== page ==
While he achieved the construction of unusual designs for the spiraling nautilus shape of the Guggenheim Museum and the waterfall-spitting Fallingwater, Frank Lloyd Wright never really got to build the towering spires of his dreams. One of his skyscraper designs would have dominated the lowlands of the East Village: three angular towers designed to cluster around St. Mark’s Church-in-the-Bowery in 1930. As Curbed noted earlier this week, the two 14-story and one 18-story designs would have shadowed over the old church that still houses the bones of peg-legged Peter Stuyvesant, a major figure in New York City back in the 17th century and the owner of the lands that turned into the surrounding neighborhood. (It’s not clear in the designs what exactly Frank Lloyd Wright had planned for the preservation of the cemetery that still exists in the churchyard, although he in his architectural drive likely was going to leave such details to someone else.) The design even included a penthouse for Wright up in the tallest of the towers, although unfortunately for his glamorous city views from the pinnacle of the structure, the whole plan was dashed by the Depression.
However, he did achieve a smaller version of it. The Price Tower, which just happens to be just down the street from the house where I grew up in Bartlesville, Oklahoma, is his only built skyscraper and has the same radial design as the St. Mark’s towers. The structure, nicknamed “the tree that escaped the crowded forest,” is meant to be laid out like the branches of a tree, with the spaces getting smaller and smaller as you near the top (the elevator ride is one of the most claustrophobic I’ve ever experienced). While the competition for standing out from “the crowded forest” of urban skyscrapers is much, much lower out in Bartlesville, and Wright ended up modifying his design to a more diminutive tree, it still shows what ambitions Wright had for stretching his modern forms up to the clouds away from the surrounding, usually more boring, buildings. He also dreamed up a mile high skyscraper called “the Illinois” in 1956 that was unrealized for Chicago, but would have been the tallest building in the world if built. Partly what stopped plans like these was just that Wright was way ahead of his time and such safety features like elevators for such tall building had yet to be developed. However, while Wright had to settle for the Oklahoma prairie instead of the pulsing streets of New York, it’s still interesting to imagine an East Village that would have been loomed over by three pillars of modernity, with Wright himself looking out from the topmost room.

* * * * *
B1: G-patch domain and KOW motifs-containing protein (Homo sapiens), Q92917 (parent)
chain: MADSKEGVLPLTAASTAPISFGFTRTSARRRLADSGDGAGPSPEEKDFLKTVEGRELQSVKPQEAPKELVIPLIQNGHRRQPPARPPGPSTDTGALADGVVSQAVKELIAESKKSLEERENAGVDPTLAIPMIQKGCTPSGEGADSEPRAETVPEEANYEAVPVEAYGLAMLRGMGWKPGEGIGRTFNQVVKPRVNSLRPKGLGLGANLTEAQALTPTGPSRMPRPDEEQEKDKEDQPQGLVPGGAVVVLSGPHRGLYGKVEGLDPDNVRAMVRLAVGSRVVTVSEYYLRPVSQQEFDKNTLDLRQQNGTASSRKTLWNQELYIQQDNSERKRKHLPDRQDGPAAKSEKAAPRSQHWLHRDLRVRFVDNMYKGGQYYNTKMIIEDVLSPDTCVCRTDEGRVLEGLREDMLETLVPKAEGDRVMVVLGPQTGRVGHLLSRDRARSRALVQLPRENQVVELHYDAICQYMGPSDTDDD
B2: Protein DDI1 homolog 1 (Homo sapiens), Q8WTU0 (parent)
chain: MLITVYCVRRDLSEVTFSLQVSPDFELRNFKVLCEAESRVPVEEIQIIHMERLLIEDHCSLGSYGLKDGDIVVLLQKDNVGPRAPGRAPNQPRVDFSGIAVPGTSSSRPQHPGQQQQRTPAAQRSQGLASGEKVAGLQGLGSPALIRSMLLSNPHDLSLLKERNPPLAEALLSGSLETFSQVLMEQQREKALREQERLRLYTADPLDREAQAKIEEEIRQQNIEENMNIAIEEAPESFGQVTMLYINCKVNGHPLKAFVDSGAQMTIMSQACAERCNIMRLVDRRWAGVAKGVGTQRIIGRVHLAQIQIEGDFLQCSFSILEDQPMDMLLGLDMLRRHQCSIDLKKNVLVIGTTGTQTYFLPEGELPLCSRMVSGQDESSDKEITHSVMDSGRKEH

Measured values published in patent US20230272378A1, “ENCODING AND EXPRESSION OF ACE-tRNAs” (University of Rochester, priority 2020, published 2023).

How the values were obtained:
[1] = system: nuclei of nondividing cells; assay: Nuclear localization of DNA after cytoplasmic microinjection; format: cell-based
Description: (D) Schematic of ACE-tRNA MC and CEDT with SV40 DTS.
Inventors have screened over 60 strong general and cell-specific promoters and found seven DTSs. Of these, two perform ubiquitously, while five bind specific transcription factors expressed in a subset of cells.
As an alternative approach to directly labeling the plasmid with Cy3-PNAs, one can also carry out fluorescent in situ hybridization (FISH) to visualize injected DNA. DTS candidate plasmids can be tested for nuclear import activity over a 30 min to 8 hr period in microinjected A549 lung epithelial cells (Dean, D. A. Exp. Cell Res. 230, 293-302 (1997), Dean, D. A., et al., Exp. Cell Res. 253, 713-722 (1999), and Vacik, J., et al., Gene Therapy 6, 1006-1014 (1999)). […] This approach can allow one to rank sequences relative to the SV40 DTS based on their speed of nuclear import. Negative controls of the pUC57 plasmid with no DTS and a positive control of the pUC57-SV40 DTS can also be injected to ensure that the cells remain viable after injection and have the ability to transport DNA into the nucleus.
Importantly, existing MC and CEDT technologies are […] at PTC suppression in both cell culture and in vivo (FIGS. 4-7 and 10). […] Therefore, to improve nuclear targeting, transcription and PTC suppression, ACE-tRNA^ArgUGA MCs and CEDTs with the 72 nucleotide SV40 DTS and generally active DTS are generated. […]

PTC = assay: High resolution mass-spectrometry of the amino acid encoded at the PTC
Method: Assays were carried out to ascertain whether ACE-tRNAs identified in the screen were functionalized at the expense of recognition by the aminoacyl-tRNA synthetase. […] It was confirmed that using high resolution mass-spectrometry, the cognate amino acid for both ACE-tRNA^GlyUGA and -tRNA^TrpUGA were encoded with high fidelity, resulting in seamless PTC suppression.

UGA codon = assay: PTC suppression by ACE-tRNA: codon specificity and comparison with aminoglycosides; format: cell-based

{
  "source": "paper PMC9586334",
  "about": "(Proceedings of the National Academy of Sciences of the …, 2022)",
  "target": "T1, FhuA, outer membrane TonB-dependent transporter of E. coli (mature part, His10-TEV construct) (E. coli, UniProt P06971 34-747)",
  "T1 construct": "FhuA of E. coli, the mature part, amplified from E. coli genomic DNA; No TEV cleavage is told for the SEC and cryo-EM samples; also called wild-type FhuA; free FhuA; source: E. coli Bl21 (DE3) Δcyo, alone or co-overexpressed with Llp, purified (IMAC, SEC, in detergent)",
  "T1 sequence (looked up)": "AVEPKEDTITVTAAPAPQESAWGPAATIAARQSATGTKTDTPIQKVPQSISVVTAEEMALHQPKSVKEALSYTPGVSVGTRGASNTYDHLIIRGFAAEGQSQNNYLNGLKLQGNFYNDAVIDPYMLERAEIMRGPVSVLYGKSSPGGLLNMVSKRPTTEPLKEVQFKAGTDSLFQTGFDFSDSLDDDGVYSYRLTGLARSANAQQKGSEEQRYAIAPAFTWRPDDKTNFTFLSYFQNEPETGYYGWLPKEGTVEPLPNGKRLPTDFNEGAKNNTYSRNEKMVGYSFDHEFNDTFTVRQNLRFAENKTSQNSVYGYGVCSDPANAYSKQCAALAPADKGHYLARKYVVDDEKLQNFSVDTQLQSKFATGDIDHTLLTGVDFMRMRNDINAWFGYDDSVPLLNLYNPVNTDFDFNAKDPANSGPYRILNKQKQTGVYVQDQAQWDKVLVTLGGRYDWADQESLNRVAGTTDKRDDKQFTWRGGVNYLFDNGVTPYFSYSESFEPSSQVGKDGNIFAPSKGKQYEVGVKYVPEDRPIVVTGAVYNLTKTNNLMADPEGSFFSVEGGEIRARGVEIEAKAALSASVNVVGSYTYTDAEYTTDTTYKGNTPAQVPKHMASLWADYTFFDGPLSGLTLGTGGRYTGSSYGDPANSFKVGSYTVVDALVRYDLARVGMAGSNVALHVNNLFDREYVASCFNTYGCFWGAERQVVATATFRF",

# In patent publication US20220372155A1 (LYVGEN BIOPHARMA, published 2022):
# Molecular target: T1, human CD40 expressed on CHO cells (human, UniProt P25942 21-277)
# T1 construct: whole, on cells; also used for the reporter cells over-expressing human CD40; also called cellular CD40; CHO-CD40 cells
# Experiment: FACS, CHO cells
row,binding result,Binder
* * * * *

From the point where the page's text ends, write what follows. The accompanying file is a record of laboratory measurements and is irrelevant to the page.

Ceramic fried eggs, critiques of real estate, and a whole booth dedicated to female-identifying saints caught my eye at Untitled, NADA, and Art Miami.
The Manhattan District Attorney’s office recovered 23 looted objects from Shelby White’s home over the last year and a half.
The award-winning Canadian artist explores notions of power through the imagery of science fiction in portraits, sculpture, and objects.
An egregious “anti-woke” billboard erected in Los Angeles attempts to sow division among Latino/a/x communities.
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This affordable, interdisciplinary program with excellent facilities and private studios offers in-person instruction for 2023.
All the Beauty and the Bloodshed forcefully posits multiple parallels between the world Nan Goldin grew up in and the one she fights in today.
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The latest episode of this documentary series on PBS explores the meaning of home through handmade objects, hand built homes, and the artists who create them.
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The artists say the Museum of Contemporary Art Kiasma must sever ties with Poju Zabludowicz, whose wealth comes in part from Israeli defense contracting.
Rhode Island School of Design opens registration for its residential summer Pre-College program and year-round online intensive Advanced Program Online.
Vanessa Albury, whose eco-friendly ceramic sculptures help revive filter-feeder populations, is raising funds to complete her first film about the project.
An archeological exploration of the amphitheater’s sewers and water systems uncovered remnants of meat, vegetables, olives, nuts, and yes, pizza.